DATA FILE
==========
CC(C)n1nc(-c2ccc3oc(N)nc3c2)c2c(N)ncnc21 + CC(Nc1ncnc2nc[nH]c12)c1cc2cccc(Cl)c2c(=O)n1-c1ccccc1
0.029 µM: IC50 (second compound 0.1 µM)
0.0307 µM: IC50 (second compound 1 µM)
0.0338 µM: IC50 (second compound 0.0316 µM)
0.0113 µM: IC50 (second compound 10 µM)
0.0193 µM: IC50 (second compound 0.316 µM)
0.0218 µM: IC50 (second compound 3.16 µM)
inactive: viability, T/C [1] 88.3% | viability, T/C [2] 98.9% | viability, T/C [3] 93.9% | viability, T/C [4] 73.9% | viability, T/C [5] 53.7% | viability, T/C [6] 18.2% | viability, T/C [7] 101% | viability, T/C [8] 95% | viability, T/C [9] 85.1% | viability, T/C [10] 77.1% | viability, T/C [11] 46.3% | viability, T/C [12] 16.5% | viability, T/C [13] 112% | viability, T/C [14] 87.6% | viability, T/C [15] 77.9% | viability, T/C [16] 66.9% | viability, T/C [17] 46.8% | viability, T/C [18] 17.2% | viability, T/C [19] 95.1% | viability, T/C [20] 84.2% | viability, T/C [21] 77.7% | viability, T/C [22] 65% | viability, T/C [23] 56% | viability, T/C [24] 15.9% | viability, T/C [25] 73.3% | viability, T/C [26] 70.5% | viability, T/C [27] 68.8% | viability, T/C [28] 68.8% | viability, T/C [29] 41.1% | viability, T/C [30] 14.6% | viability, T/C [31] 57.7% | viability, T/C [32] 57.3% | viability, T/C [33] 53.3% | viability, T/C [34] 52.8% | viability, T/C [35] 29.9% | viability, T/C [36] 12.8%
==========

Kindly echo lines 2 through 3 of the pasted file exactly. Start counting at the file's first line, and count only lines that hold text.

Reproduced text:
0.029 µM: IC50 (second compound 0.1 µM)
0.0307 µM: IC50 (second compound 1 µM)